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Is empathy a new leadership superpower? [Column] – Reading Eagle

I recently heard someone say that empathy is a new leadership superpower. This caught my attention and sent me to a quest to dig deeper into the concept of empathy, especially at work.

John A. Sekoges

Joni S. Nogle

Start with a clear understanding of empathy. What is it and what is it not?

There are three types of empathy.

  • Cognitive empathy is the ability to understand the perspective of others.
  • Emotional empathy is the ability to physically feel what others are feeling.
  • An empathic concern is the ability to sense what others need from you.

All three types of empathy are worth it, but numbers 1 and 3 are best suited for the workplace.

Empathy is not sympathy. I’m not sorry for the situation of others. To empathize, you need to listen compassionately. It’s not about feeling sympathy, but justifying the other person’s feelings, even if they aren’t yours.

There were times when empathy seemed inappropriate at work. It was a soft and fluffy skill that needed to be kept away in order for everyone to focus on their work.

But in today’s environment, empathy is important for any leader. After all, you can’t effectively guide someone you don’t understand. The era of control and command leadership is gone. And our journey over the last 19 months has created newer company / leader / employee relationships that we are still trying to understand.

In this evolution, it is important to recognize that empathy has a positive impact on collaboration, trust, innovation, involvement and maintenance. Everything that every leader wants.

But can too much empathy be bad? And from the boss’s point of view, is there a point of view that showing too much empathy can lead to giving in to all the demands of employees? This is a delicate give-and-take that makes some leaders uncomfortable when empathy is a topic.

The tricky question is where empathy ends and leadership decisions begin. Can they coexist well?

Here is an example. We know that the work environment has changed due to the effects of COVID. One of the biggest debates between leadership and the workforce is whether to work from home or return to the office.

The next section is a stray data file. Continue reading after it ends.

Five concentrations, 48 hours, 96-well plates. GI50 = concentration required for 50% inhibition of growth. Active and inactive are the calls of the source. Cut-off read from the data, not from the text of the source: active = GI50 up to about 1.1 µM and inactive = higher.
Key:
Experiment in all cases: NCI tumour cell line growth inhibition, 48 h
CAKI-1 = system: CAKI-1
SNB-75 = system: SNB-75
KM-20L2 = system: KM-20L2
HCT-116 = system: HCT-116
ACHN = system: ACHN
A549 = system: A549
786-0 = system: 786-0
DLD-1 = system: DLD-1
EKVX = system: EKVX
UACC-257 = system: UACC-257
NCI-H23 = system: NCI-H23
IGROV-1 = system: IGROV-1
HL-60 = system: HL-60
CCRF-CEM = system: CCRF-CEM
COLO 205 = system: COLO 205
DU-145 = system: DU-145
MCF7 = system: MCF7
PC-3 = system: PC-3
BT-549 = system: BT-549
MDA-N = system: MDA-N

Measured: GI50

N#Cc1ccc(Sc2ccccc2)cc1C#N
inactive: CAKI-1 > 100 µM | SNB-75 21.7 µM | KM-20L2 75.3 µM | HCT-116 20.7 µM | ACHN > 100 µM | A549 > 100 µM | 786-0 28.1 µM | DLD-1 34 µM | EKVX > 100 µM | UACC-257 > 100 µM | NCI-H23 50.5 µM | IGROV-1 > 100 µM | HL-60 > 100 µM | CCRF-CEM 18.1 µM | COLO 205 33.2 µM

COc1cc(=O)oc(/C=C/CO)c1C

There are two conflicting views. The company’s perspective is focused on returning employees to offices where culture is more influenced and collaboration is increasing.

The employee’s point of view is leaning towards working from home. Who can discuss the convenience of 30-step commuting and family lunch?

There is no definite answer as every leader is learning. Require employees to return to the office full-time does not meet their needs. Allowing employees to continue working from home 100% does not meet the needs of the organization. But decisions need to be made by leadership.

Whatever the topic, if employees want one response and leadership wants another, it’s important to open the line of communication. In Stephen Covey’s words, “first seek understanding, then understand.”

It requires slowing down, asking free-form questions, listening without judgment, and engaging in two-way dialogue. This skill is more art than science. Being a good leader does not mean that you have to give in to all the demands, but that you have to respect different opinions without agreeing.

In today’s difficult labor market, empathy is a leadership superpower that allows employees to listen. Everyone wins if all parties to the discussion are open to understanding their perspectives and needs.

Joni S. Naugle is the founder and president of Naugle Associates, LLC, Reading, working with clients on leadership, strategy and organizational effectiveness. She leads two Vistage executive peer groups, is a Positive Intelligence Coach, and is certified by Patrick Lencioni’s The Working Genius Assessment.

Is empathy a new leadership superpower? [Column] – Reading Eagle

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